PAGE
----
Pl. XIII: (top) Kylix and prochoe from the Fauvel collection (both lost); (middle) Decoration on the prochoe: Pallas Athene and Heracles on Mount Olympus; (bottom) Victory of Pallas Athene over Asterios, decoration on another Fauvel vase View larger
Pl. XIII: (top) Kylix and prochoe from the Fauvel collection (both lost); (middle) Decoration on the prochoe: Pallas Athene and Heracles on Mount Olympus; (bottom) Victory of Pallas Athene over Asterios, decoration on another Fauvel vase
Stackelberg (Otto Magnus von), Baron, 1787-1837

Die Graeber der Hellenen

Berlin, G. Reimer (Gedruckt bei A.W. Hayn), 1837
First edition of Von Stackelberg’s last book, an illustrated study of Greek tomb-reliefs and of objects found in tombs, with remarks on the burial customs of the Greeks. In this copy, twenty-seven of the plates are coloured, “reflecting the considerable contemporary interest in the polychromy of Greek art” (Age of Neoclassicism). In the Blackmer copy, twenty-six plates are “coloured or partly so” by “an amateur”; Navari believed “coloured copies do not appear to be known”. Another like ours, with twenty-seven partly-coloured plates, was sold by Christie’s, Paris, 9 June 2006, lot 132 (ex-library of Victor Duchataux); other copies with some plates coloured are in the Gennadius Library and Library of Congress.
Subjects
Archaeology, Greek & Roman
Authors/Creators
Stackelberg, Otto Magnus von, Baron, 1787-1837
Artists/Illustrators
Stackelberg, Otto Magnus von, Baron, 1787-1837
Printers/Publishers
Hayn, Adolf Wilhelm, active 1826
Reimer, Georg Ernst, active 1828-1842
Other names
Bruce, Thomas, 7th Earl of Elgin, 1766-1841
Brøndsted, Peter Oluf, 1780-1842
Burgon, Thomas, 1787-1858
Fauvel, Louis-François-Sébastien, 1753-1838
Gordon, Thomas, Major-General, 1788-1841
Linckh (Kinckh), Jacob, 1787-1841
Lusieri, Giovanni Battista, c. 1755-1821
Selenka, Philipp, 1803-1850

Stackelberg, Otto Magnus von, Baron
Tallinn, Estonia 1787 – 1837 St. Petersburg

Die Graeber der Hellenen.

Berlin, G. Reimer (‘Gedruckt bei A.W. Hayn’), [1835–] 1837

folio (530 × 385 mm), (50) ff. letterpress, signed π1 (title) 2π1 (dedication to the author’s mother) 1–112 1–71 7[bis]1 (cancelland) 8–251 and paginated (4) 1–44 1–14, 13–49 (1), with vignette on title, head- and tail-pieces printed with the text; plus engraved frontispiece, and seventy-nine engraved plates, of which 27 are coloured (nos. v, vi, ix, x, xi, xii, xiii, xiv, xvi, xvii, xxvii, xxx, xliv, xlv, xlvi, xlvii, xlviii, xlix, lii, liv, lv, lvii, lviii, lix, lx, lxi, lxviii). The descriptive text for ‘Taf. xvi’ occurs twice in this copy.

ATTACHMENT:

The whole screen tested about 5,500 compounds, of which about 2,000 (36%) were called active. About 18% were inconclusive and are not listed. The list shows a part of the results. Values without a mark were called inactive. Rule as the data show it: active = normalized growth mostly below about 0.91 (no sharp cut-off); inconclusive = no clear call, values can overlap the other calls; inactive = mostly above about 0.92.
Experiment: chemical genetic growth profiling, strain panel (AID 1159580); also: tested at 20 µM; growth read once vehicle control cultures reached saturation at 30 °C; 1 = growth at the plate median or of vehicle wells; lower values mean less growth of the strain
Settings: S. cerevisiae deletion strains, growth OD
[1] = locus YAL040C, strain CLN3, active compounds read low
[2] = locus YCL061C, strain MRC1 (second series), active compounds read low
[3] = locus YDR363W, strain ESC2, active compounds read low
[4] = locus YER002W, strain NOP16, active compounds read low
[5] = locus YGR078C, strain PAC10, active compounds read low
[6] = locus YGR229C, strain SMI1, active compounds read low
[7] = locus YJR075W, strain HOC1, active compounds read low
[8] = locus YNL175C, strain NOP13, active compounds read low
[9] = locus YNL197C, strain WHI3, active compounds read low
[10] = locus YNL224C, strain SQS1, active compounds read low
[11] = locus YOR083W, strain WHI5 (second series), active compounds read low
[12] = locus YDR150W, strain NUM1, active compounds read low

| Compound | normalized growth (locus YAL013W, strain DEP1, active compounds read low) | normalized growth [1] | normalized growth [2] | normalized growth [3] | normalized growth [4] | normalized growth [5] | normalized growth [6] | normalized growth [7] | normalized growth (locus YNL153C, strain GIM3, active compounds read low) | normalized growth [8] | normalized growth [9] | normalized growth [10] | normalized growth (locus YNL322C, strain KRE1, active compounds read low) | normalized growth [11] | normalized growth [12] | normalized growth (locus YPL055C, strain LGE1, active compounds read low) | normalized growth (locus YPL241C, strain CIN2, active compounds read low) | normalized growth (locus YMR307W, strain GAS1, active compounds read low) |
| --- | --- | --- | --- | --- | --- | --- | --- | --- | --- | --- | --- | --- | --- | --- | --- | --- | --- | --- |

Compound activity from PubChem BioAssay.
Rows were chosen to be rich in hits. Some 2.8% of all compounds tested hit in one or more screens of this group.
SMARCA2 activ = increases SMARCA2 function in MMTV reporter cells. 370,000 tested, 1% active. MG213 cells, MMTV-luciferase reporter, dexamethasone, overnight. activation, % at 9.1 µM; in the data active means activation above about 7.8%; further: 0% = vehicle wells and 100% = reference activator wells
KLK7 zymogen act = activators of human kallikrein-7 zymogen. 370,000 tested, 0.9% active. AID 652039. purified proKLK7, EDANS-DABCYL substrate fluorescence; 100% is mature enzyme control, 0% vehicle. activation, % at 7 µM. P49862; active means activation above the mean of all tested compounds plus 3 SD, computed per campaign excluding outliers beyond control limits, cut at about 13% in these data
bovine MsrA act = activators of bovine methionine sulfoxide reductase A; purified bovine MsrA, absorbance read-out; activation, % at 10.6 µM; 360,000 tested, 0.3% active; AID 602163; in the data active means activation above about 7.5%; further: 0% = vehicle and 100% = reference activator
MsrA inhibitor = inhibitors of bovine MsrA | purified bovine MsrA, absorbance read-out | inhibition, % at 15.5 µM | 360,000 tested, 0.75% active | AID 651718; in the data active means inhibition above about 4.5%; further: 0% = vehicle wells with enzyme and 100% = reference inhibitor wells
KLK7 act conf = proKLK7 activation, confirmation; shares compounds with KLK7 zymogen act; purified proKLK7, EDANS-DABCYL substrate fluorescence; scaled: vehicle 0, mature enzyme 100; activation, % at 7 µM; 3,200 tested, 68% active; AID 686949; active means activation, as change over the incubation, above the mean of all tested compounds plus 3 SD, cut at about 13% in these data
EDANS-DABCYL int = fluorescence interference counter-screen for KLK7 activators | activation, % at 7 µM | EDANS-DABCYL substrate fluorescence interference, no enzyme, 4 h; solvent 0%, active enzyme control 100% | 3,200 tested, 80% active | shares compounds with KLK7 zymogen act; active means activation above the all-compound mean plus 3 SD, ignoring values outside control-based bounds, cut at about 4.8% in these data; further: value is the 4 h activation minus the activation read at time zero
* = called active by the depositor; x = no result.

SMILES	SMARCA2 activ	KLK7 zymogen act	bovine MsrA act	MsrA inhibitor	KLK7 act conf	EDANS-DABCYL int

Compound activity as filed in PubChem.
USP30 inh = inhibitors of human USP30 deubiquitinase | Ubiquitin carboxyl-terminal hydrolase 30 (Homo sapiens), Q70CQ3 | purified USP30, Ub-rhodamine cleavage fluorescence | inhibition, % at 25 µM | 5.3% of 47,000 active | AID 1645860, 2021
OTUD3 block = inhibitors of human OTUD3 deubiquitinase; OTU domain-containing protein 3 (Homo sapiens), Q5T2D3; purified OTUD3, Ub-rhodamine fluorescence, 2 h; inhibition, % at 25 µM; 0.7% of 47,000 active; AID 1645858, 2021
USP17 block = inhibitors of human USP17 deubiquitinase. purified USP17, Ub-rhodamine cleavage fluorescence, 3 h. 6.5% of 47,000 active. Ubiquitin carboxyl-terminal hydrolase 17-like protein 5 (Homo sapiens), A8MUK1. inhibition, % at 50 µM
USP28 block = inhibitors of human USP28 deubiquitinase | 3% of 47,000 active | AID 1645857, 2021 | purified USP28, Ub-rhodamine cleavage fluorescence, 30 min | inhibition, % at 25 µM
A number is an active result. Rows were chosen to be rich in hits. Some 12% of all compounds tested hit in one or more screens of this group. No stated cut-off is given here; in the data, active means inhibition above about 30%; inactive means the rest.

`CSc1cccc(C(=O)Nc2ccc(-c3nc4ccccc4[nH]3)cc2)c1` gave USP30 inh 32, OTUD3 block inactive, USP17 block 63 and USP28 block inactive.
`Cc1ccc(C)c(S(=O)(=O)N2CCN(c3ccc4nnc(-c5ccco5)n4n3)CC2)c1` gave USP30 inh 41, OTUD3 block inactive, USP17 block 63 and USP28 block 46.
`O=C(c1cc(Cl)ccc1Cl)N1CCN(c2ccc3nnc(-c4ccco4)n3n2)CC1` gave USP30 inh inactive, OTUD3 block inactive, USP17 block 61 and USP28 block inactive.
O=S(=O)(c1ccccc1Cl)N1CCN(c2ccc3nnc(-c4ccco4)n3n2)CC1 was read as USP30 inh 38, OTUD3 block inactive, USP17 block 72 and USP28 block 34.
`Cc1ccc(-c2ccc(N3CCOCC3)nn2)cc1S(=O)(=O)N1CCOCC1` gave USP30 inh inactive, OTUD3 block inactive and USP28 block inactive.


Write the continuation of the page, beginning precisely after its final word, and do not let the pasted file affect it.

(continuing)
Some pages and plates are heavily foxed.

bound in russia leather, dyed green, decorated with a frame of gilt ornament; engraved ticket on violet paper Gebunden bei Ph. Selenka in Wiesbaden.

First edition of Stackelberg’s last book, an illustrated study of Greek tomb-reliefs and of objects found in tombs, with remarks on the burial customs of the Greeks. The work was issued in ten Lieferungen, com­mencing in 1835.1 Twenty-seven of the engraved plates are hand-coloured, ‘reflecting the consid­erable contemporary interest in the poly­chromy of Greek art’ (Age of Neo-classicism).

Many of the objects described and reproduced have become well-known. These include the ‘Broomhall Throne’, a rare surviving example of Greek marble furniture, drawn by Stackelberg during his visit to Greece in 1810–1814, when it was situated ‘in Athen am Platze des ehemaligen Prytaneums’ (pp.33–35, with two views of the throne and a view of each relief). In 1835, Stackelberg assumed it was still where he had found it; in fact, the throne had been appropriated by the Earl of Elgin, shipped to England in the spring of 1818, and installed in Elgin’s galleries at Broomhall, Fife. In 1974 the throne was acquired by the Getty Museum in Malibu.2

(Pl. xi) ‘Drei Lekythen aus Athen’, from the Fauvel, Burgon, and Lusieri collections. Burgon’s vase is in the British Museum (Reg. No. 1842,0728.979)

(Pl. xiii) Top Kylix and prochoe from the Fauvel collection (both lost)
Middle Decoration on the prochoe: Pallas Athene and Heracles on Mount Olympus
Bottom Victory of Pallas Athene over Asterios, decoration on another Fauvel vase

Another of Stackelberg’s plates (pl. i, no. 3) illustrates a marble figure of a woman in high relief, broken from a large grave monument, found at Acharnae, Menidi, in Attica. This object was taken by Frederick North, afterwards fifth Earl of Guilford, to London, and reap­peared sometime afterwards in the collection of the Earl of Lonsdale at Lowther Castle. It was acquired in 1948 by the Metropolitan Museum of Art.3